in and hike out operation that we feel improves overall environmental
        stewardship rather than reducing it.

        I would also like to note that our Specific Plan requires that
        Kirkwood plant 5 trees for each tree removed for improvements. KMR has
        stuck to this program, purchasing over 250 trees in 2005 alone to
        compensate for trees felled in conjunction with both its Lift 7 high
        speed quad upgrade and its dead tree maintenance.

        2. Preserving Undisturbed Lands from Development – 4 of 31 points.
        While we completed a EIR and Specific Plan in 2003 that will have some
        impact on undisturbed lands and terrain, your criteria does not take
        into consideration that as part of this proposal we have set aside 133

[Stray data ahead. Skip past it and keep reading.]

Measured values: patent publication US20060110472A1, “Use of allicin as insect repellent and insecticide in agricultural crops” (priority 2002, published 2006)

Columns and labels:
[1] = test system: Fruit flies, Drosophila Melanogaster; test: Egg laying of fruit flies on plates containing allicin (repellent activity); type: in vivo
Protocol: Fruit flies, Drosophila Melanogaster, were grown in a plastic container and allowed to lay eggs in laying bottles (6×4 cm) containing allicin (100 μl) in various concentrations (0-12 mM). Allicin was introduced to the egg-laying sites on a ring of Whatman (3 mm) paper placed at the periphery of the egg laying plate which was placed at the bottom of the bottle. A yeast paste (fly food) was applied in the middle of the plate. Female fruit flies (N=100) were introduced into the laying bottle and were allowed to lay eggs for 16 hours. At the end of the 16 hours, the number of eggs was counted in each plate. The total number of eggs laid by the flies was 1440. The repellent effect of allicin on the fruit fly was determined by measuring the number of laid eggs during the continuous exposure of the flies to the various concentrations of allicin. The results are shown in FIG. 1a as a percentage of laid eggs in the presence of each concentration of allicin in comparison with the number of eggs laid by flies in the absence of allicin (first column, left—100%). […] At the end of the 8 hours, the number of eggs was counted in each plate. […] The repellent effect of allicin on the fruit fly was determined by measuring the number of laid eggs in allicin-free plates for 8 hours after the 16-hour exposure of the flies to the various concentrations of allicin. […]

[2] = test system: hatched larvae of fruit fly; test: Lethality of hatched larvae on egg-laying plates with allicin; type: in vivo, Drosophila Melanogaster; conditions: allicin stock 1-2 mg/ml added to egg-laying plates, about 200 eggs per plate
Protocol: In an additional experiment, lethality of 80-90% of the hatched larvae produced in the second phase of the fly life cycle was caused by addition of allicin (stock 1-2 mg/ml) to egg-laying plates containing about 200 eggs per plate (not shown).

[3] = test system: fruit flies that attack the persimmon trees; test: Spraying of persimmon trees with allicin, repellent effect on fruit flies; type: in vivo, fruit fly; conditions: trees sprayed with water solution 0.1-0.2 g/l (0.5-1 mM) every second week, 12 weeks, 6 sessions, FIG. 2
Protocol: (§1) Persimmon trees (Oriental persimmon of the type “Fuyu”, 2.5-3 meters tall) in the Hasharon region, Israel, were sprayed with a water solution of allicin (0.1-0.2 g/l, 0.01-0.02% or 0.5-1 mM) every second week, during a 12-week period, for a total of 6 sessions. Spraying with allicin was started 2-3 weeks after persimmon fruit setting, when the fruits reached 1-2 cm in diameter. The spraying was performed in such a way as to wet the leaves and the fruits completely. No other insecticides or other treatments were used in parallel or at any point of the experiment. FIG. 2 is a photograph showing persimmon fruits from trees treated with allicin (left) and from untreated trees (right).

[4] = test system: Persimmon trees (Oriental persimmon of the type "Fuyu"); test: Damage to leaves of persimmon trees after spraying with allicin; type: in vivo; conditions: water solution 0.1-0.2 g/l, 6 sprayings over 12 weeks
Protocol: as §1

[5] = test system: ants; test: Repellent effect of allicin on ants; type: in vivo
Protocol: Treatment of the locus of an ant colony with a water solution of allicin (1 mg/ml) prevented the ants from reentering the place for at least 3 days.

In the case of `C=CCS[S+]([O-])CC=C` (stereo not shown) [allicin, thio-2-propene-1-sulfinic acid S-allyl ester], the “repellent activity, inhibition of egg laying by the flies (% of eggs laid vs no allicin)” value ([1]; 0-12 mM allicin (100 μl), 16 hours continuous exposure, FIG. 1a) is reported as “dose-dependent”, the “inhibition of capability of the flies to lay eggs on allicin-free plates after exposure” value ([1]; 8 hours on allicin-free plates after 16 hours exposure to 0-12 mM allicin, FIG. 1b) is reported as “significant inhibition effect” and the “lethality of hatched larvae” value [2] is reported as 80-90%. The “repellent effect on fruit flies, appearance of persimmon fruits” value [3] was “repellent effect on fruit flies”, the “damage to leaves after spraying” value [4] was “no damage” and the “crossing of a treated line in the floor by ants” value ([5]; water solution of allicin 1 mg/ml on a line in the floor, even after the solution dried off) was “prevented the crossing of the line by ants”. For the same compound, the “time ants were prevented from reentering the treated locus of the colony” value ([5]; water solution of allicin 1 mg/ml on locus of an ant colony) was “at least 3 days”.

acres of private land into permanent conservation easements and have
        pulled nearly 100% of the approved development under the 1988 Master
        Plan into infill projects located in already disturbed locations. Our
        calculations of the undisturbed acreage that will be impacted by
        future development of the 2002 Specific Plan include roughly 6.5 acres
        in Martin Point, 5.0 acres in Palisades VI, 5.0 acres in East Village,
        10.0 acres north of Highway 88 and 2.0 acres in Timber Creek. We are
        also in Year 2 of 3.7 acres of disturbance in Palisades V which
        translates to 3.0 acres. These developments total to 31.5 acres
        including all roadway and building envelope disturbance in zoned
        development areas. Your prior figures did not consider redevelopment
        of existing lodge and parking locations where there is no new net
        disturbance. You also cited disturbance in East Meadows, Juniper Ridge